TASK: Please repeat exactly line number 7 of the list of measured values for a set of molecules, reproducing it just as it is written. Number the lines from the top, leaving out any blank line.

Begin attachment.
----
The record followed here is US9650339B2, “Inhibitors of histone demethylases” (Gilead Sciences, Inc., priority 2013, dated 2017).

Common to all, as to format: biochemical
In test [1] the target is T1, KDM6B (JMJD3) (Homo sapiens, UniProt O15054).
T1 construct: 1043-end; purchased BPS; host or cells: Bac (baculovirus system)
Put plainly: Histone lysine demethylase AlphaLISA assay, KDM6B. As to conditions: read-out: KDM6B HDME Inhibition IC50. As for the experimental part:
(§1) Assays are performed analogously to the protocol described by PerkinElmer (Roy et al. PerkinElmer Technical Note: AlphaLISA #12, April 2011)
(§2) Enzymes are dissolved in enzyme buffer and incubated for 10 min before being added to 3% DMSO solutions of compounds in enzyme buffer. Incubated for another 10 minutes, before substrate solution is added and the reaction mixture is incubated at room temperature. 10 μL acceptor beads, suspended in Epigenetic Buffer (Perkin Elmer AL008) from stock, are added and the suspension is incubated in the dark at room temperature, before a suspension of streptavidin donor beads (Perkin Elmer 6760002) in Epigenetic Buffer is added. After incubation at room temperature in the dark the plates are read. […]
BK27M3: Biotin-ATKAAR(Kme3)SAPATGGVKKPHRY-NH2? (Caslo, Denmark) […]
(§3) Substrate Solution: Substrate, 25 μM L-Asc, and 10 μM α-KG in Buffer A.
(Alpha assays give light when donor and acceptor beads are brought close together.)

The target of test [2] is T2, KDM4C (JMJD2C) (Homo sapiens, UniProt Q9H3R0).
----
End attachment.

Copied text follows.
(§2) Enzymes are dissolved in enzyme buffer and incubated for 10 min before being added to 3% DMSO solutions of compounds in enzyme buffer. Incubated for another 10 minutes, before substrate solution is added and the reaction mixture is incubated at room temperature. 10 μL acceptor beads, suspended in Epigenetic Buffer (Perkin Elmer AL008) from stock, are added and the suspension is incubated in the dark at room temperature, before a suspension of streptavidin donor beads (Perkin Elmer 6760002) in Epigenetic Buffer is added. After incubation at room temperature in the dark the plates are read. […]